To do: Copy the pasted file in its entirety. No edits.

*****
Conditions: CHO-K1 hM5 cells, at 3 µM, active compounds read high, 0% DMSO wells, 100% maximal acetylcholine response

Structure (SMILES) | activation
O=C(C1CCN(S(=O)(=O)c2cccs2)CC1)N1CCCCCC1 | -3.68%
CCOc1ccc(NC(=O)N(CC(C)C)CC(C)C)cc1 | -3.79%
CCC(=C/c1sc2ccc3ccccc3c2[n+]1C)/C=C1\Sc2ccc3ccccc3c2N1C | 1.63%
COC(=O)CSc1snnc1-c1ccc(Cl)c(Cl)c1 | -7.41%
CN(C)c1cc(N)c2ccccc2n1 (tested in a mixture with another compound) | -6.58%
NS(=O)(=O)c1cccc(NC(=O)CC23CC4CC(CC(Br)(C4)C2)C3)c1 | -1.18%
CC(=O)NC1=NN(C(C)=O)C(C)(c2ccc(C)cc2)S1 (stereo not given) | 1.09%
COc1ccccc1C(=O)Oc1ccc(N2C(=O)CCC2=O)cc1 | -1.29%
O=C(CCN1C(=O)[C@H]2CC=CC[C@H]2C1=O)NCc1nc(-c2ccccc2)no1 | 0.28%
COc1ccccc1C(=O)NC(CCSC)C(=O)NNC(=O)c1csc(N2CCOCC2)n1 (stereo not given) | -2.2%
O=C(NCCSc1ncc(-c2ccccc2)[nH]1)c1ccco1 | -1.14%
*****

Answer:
Conditions: CHO-K1 hM5 cells, at 3 µM, active compounds read high, 0% DMSO wells, 100% maximal acetylcholine response

Structure (SMILES) | activation
O=C(C1CCN(S(=O)(=O)c2cccs2)CC1)N1CCCCCC1 | -3.68%
CCOc1ccc(NC(=O)N(CC(C)C)CC(C)C)cc1 | -3.79%
CCC(=C/c1sc2ccc3ccccc3c2[n+]1C)/C=C1\Sc2ccc3ccccc3c2N1C | 1.63%
COC(=O)CSc1snnc1-c1ccc(Cl)c(Cl)c1 | -7.41%
CN(C)c1cc(N)c2ccccc2n1 (tested in a mixture with another compound) | -6.58%
NS(=O)(=O)c1cccc(NC(=O)CC23CC4CC(CC(Br)(C4)C2)C3)c1 | -1.18%
CC(=O)NC1=NN(C(C)=O)C(C)(c2ccc(C)cc2)S1 (stereo not given) | 1.09%
COc1ccccc1C(=O)Oc1ccc(N2C(=O)CCC2=O)cc1 | -1.29%
O=C(CCN1C(=O)[C@H]2CC=CC[C@H]2C1=O)NCc1nc(-c2ccccc2)no1 | 0.28%
COc1ccccc1C(=O)NC(CCSC)C(=O)NNC(=O)c1csc(N2CCOCC2)n1 (stereo not given) | -2.2%
O=C(NCCSc1ncc(-c2ccccc2)[nH]1)c1ccco1 | -1.14%